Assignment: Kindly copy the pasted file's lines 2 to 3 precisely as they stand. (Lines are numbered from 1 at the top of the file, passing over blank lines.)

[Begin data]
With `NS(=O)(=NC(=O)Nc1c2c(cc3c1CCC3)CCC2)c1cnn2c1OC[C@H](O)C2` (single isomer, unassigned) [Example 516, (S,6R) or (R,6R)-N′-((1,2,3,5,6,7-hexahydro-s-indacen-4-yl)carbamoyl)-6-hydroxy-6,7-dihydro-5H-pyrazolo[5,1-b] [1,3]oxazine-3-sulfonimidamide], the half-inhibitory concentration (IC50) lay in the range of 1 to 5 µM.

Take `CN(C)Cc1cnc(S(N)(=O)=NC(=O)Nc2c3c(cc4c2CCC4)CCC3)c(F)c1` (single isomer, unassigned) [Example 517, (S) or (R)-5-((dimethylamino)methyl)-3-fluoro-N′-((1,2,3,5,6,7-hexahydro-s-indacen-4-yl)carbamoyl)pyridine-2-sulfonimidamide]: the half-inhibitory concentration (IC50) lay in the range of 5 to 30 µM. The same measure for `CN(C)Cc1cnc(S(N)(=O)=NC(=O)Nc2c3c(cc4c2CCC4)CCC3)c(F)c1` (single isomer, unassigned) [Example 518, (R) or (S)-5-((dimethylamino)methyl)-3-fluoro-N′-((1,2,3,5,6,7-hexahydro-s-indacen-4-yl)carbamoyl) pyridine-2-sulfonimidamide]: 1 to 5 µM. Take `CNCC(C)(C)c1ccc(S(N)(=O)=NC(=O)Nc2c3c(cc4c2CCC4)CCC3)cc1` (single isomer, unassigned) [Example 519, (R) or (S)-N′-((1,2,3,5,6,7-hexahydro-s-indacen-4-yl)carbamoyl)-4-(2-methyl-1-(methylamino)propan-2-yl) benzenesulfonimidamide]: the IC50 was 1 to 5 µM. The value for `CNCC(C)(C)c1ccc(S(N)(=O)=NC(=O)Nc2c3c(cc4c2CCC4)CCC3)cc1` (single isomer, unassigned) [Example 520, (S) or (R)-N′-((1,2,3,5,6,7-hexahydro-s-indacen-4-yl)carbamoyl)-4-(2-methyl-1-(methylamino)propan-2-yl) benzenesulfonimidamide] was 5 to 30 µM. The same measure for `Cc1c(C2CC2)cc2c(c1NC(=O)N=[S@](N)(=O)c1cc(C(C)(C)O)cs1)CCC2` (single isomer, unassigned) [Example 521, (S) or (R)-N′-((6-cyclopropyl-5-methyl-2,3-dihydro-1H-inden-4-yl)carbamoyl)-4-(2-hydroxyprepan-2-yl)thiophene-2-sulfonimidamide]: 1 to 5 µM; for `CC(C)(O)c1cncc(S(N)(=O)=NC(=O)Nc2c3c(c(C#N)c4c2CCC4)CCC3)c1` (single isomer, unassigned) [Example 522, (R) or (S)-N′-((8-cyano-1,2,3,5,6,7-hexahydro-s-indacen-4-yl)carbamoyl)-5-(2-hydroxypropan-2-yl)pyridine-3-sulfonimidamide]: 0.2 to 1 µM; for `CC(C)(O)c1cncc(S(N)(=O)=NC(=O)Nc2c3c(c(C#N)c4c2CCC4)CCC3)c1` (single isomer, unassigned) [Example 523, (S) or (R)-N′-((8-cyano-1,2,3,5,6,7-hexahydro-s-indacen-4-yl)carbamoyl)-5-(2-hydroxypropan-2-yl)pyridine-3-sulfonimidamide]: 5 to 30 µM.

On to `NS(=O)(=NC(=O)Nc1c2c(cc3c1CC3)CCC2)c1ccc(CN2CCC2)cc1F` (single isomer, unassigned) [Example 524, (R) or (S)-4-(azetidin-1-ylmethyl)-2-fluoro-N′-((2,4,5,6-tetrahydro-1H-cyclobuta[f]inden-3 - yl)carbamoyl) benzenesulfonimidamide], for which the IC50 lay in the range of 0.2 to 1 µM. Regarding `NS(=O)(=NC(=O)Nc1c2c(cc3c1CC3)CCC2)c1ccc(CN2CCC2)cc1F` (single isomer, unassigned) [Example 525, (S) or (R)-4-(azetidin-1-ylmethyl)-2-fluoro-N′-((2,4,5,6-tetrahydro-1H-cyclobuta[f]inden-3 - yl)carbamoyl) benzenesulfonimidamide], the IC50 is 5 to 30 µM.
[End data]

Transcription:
Take `CN(C)Cc1cnc(S(N)(=O)=NC(=O)Nc2c3c(cc4c2CCC4)CCC3)c(F)c1` (single isomer, unassigned) [Example 517, (S) or (R)-5-((dimethylamino)methyl)-3-fluoro-N′-((1,2,3,5,6,7-hexahydro-s-indacen-4-yl)carbamoyl)pyridine-2-sulfonimidamide]: the half-inhibitory concentration (IC50) lay in the range of 5 to 30 µM. The same measure for `CN(C)Cc1cnc(S(N)(=O)=NC(=O)Nc2c3c(cc4c2CCC4)CCC3)c(F)c1` (single isomer, unassigned) [Example 518, (R) or (S)-5-((dimethylamino)methyl)-3-fluoro-N′-((1,2,3,5,6,7-hexahydro-s-indacen-4-yl)carbamoyl) pyridine-2-sulfonimidamide]: 1 to 5 µM. Take `CNCC(C)(C)c1ccc(S(N)(=O)=NC(=O)Nc2c3c(cc4c2CCC4)CCC3)cc1` (single isomer, unassigned) [Example 519, (R) or (S)-N′-((1,2,3,5,6,7-hexahydro-s-indacen-4-yl)carbamoyl)-4-(2-methyl-1-(methylamino)propan-2-yl) benzenesulfonimidamide]: the IC50 was 1 to 5 µM. The value for `CNCC(C)(C)c1ccc(S(N)(=O)=NC(=O)Nc2c3c(cc4c2CCC4)CCC3)cc1` (single isomer, unassigned) [Example 520, (S) or (R)-N′-((1,2,3,5,6,7-hexahydro-s-indacen-4-yl)carbamoyl)-4-(2-methyl-1-(methylamino)propan-2-yl) benzenesulfonimidamide] was 5 to 30 µM. The same measure for `Cc1c(C2CC2)cc2c(c1NC(=O)N=[S@](N)(=O)c1cc(C(C)(C)O)cs1)CCC2` (single isomer, unassigned) [Example 521, (S) or (R)-N′-((6-cyclopropyl-5-methyl-2,3-dihydro-1H-inden-4-yl)carbamoyl)-4-(2-hydroxyprepan-2-yl)thiophene-2-sulfonimidamide]: 1 to 5 µM; for `CC(C)(O)c1cncc(S(N)(=O)=NC(=O)Nc2c3c(c(C#N)c4c2CCC4)CCC3)c1` (single isomer, unassigned) [Example 522, (R) or (S)-N′-((8-cyano-1,2,3,5,6,7-hexahydro-s-indacen-4-yl)carbamoyl)-5-(2-hydroxypropan-2-yl)pyridine-3-sulfonimidamide]: 0.2 to 1 µM; for `CC(C)(O)c1cncc(S(N)(=O)=NC(=O)Nc2c3c(c(C#N)c4c2CCC4)CCC3)c1` (single isomer, unassigned) [Example 523, (S) or (R)-N′-((8-cyano-1,2,3,5,6,7-hexahydro-s-indacen-4-yl)carbamoyl)-5-(2-hydroxypropan-2-yl)pyridine-3-sulfonimidamide]: 5 to 30 µM.

On to `NS(=O)(=NC(=O)Nc1c2c(cc3c1CC3)CCC2)c1ccc(CN2CCC2)cc1F` (single isomer, unassigned) [Example 524, (R) or (S)-4-(azetidin-1-ylmethyl)-2-fluoro-N′-((2,4,5,6-tetrahydro-1H-cyclobuta[f]inden-3 - yl)carbamoyl) benzenesulfonimidamide], for which the IC50 lay in the range of 0.2 to 1 µM. Regarding `NS(=O)(=NC(=O)Nc1c2c(cc3c1CC3)CCC2)c1ccc(CN2CCC2)cc1F` (single isomer, unassigned) [Example 525, (S) or (R)-4-(azetidin-1-ylmethyl)-2-fluoro-N′-((2,4,5,6-tetrahydro-1H-cyclobuta[f]inden-3 - yl)carbamoyl) benzenesulfonimidamide], the IC50 is 5 to 30 µM.